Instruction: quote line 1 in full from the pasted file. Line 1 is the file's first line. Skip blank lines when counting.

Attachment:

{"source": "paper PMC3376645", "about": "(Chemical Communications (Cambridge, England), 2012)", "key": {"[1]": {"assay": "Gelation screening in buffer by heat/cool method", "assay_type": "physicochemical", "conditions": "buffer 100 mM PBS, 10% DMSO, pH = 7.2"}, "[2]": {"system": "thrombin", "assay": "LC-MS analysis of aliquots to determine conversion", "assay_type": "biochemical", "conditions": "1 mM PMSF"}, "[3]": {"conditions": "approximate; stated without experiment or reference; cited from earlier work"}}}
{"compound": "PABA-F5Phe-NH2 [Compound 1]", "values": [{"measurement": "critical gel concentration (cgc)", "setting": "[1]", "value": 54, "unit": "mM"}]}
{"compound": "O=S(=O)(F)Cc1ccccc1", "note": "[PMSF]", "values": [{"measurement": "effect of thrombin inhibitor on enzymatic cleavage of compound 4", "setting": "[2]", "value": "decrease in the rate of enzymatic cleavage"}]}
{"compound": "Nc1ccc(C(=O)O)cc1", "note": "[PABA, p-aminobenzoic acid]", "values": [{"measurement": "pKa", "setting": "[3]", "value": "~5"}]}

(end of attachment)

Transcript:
{"source": "paper PMC3376645", "about": "(Chemical Communications (Cambridge, England), 2012)", "key": {"[1]": {"assay": "Gelation screening in buffer by heat/cool method", "assay_type": "physicochemical", "conditions": "buffer 100 mM PBS, 10% DMSO, pH = 7.2"}, "[2]": {"system": "thrombin", "assay": "LC-MS analysis of aliquots to determine conversion", "assay_type": "biochemical", "conditions": "1 mM PMSF"}, "[3]": {"conditions": "approximate; stated without experiment or reference; cited from earlier work"}}}